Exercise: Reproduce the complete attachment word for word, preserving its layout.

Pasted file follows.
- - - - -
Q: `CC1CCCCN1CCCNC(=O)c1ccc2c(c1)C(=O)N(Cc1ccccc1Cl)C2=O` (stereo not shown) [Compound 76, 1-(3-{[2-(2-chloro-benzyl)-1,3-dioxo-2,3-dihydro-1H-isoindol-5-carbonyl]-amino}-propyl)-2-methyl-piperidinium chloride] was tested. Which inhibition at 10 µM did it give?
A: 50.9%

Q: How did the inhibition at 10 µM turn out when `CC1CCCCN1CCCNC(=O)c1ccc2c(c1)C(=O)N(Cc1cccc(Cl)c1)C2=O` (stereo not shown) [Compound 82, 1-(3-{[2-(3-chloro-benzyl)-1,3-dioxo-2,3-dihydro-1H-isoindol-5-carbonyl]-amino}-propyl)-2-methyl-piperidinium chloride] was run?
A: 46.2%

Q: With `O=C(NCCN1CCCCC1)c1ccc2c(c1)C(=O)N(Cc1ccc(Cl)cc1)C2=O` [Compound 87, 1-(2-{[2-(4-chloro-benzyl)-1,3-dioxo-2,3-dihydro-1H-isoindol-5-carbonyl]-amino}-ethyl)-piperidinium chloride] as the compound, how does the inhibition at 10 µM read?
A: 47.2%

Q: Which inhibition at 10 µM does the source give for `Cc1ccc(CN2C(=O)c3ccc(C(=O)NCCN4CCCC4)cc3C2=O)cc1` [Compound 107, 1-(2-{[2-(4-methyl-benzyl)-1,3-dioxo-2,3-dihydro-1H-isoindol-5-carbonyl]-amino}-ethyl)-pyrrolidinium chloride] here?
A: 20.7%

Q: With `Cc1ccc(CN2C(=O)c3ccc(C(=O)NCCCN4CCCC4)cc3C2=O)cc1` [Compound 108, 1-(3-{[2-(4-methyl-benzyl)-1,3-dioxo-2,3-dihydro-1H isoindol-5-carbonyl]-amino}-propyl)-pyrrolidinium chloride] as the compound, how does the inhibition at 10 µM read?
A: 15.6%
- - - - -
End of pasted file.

Q: `CC1CCCCN1CCCNC(=O)c1ccc2c(c1)C(=O)N(Cc1ccccc1Cl)C2=O` (stereo not shown) [Compound 76, 1-(3-{[2-(2-chloro-benzyl)-1,3-dioxo-2,3-dihydro-1H-isoindol-5-carbonyl]-amino}-propyl)-2-methyl-piperidinium chloride] was tested. Which inhibition at 10 µM did it give?
A: 50.9%

Q: How did the inhibition at 10 µM turn out when `CC1CCCCN1CCCNC(=O)c1ccc2c(c1)C(=O)N(Cc1cccc(Cl)c1)C2=O` (stereo not shown) [Compound 82, 1-(3-{[2-(3-chloro-benzyl)-1,3-dioxo-2,3-dihydro-1H-isoindol-5-carbonyl]-amino}-propyl)-2-methyl-piperidinium chloride] was run?
A: 46.2%

Q: With `O=C(NCCN1CCCCC1)c1ccc2c(c1)C(=O)N(Cc1ccc(Cl)cc1)C2=O` [Compound 87, 1-(2-{[2-(4-chloro-benzyl)-1,3-dioxo-2,3-dihydro-1H-isoindol-5-carbonyl]-amino}-ethyl)-piperidinium chloride] as the compound, how does the inhibition at 10 µM read?
A: 47.2%

Q: Which inhibition at 10 µM does the source give for `Cc1ccc(CN2C(=O)c3ccc(C(=O)NCCN4CCCC4)cc3C2=O)cc1` [Compound 107, 1-(2-{[2-(4-methyl-benzyl)-1,3-dioxo-2,3-dihydro-1H-isoindol-5-carbonyl]-amino}-ethyl)-pyrrolidinium chloride] here?
A: 20.7%

Q: With `Cc1ccc(CN2C(=O)c3ccc(C(=O)NCCCN4CCCC4)cc3C2=O)cc1` [Compound 108, 1-(3-{[2-(4-methyl-benzyl)-1,3-dioxo-2,3-dihydro-1H isoindol-5-carbonyl]-amino}-propyl)-pyrrolidinium chloride] as the compound, how does the inhibition at 10 µM read?
A: 15.6%